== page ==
CHAMPAIGN — A University of Illinois professor says the ethanol boom is over, but farmers may soon enjoy the benefits of a boom in biodiesel.
Scott Irwin, a professor of agricultural and consumer economics, said the U.S. will likely need to boost production of biodiesel sharply in order to meet Environmental Protection Agency mandates.
That could prove a windfall for soybean farmers since soy oil accounts for a large amount of the feedstock for biodiesel.
Speaking to about 200 farmers at the Illinois Farm Economics Summit in Champaign on Monday, Irwin said the EPA's renewable-fuel standards call for minimum volumes of cellulosic biofuels to be consumed.
But development of the cellulosic biofuel industry has been slow, and Irwin said the EPA could well turn to another advanced biofuel — biodiesel — to plug that gap.
Irwin said renewable-fuel standards spell out minimum consumption levels for four types of biofuels through the year 2022.
One type is renewable biofuels, which includes corn-based ethanol. The other three types — considered "advanced" biofuels — include:
— Cellulosic biofuels, made from materials such as miscanthus and switchgrass.
— Biodiesel, made from materials such as soybean and canola oils.
— Undifferentiated biofuels, such as sugar cane ethanol from Brazil.
In other presentations:
Corn, soybean prices expected to moderate. UI Professor Emeritus Darrel Good said he projects corn and soybean prices will drop in 2013 as production of those crops rebounds.
He said the average corn price for the 2013-14 marketing year could be $4.75 to $5.50 a bushel, down from a 2012-13 marketing year average that's expected to top $7 a bushel.
Good said he expects the average price of soybeans during the 2013-14 marketing year to be between $11 and $12 a bushel, down from this year's expected average of $14.50 a bushel.
The projected drop in corn prices assumes higher production, both in the U.S. and Argentina. Good said he anticipates a "very large" U.S. crop, perhaps exceeding 14 billion bushels.
Soybean production, both domestic and worldwide, is also expected to rise next year, he added. While the U.S. corn crop could set a record, Good said, he expects the U.S. soybean crop to be "big, but not monster."
Farm income expected to remain high. Net farm income for grain farms is likely to exceed expectations this year and remain high in 2013, according to Gary Schnitkey, a UI professor of agricultural and consumer economics.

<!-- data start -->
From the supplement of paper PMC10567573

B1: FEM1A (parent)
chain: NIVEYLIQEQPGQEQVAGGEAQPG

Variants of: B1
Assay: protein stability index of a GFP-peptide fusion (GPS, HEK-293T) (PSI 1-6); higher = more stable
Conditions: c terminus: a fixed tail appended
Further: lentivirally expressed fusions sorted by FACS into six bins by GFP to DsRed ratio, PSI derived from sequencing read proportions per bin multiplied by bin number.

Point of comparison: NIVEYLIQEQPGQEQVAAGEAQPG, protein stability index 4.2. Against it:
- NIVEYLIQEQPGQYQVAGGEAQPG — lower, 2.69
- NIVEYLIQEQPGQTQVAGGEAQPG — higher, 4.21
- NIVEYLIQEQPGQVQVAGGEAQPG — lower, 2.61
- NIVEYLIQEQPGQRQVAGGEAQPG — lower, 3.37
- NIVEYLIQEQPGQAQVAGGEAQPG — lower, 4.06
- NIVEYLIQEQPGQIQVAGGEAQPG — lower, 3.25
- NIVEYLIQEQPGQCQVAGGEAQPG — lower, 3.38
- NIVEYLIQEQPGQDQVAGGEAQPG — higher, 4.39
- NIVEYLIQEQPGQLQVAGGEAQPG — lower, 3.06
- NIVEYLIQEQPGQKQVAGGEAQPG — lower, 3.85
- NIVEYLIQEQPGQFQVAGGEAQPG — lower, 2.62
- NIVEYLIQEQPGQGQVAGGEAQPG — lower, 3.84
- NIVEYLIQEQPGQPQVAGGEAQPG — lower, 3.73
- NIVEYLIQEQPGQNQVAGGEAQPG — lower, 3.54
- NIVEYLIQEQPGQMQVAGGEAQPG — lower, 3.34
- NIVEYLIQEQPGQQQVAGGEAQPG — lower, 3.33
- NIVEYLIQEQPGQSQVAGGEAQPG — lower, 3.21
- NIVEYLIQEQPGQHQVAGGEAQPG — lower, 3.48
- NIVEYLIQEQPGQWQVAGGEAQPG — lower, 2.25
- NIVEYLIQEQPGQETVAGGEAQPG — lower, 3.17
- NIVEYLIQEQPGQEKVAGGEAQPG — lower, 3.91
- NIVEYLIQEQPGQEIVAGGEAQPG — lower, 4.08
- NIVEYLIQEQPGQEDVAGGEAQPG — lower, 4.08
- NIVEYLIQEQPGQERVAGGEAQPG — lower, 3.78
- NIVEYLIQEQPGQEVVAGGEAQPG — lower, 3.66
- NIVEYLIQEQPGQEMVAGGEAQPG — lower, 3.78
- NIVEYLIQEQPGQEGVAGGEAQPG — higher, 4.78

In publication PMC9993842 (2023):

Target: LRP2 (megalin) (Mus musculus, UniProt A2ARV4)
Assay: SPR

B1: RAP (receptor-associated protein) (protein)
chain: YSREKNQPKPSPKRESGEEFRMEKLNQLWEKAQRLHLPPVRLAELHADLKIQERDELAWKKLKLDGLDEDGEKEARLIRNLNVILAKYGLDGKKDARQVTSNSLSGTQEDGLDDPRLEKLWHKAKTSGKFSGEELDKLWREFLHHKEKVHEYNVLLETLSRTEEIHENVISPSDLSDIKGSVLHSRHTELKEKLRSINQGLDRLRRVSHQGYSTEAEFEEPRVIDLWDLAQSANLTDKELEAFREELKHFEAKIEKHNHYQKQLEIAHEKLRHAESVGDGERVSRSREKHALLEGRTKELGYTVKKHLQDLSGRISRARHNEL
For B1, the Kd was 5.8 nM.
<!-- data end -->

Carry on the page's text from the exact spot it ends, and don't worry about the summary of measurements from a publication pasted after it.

Farm income was relatively high this year despite drought-related yield losses. Schnitkey credited that to two factors: higher corn and soybean prices and crop insurance payments.
But not everyone fared well. Farmers who didn't have crop insurance and did a lot of hedging last spring were likely to face losses, he said.
"We're looking for 2013 to be a fairly good year," Schnitkey said.
Farm income next year could exceed average income levels for the years 2009 to 2012, he said. Those projections are based on futures contract prices, stable production costs and yields in line with historic trends.
Farm bill prospects murky. Nick Paulson, an assistant professor of agricultural and consumer economics at the UI, outlined a couple possible scenarios for a farm bill in Washington this year.
Either the current farm bill could be extended for three months or a year, or the farm bill could be added to other legislation, perhaps as a result of "fiscal cliff" negotiations, he said.
Paulson said he thinks it's too late in the year for the full House to vote on the House Agriculture Committee's bill or for the House and Senate proposals to be referred to conference committee.
Whatever legislation emerges is likely to put more emphasis on crop insurance as a safety net and less emphasis on income-support measures, he said.
Both the House and Senate proposals would make cuts to commodity, nutrition and conservation programs in varying degrees, he said.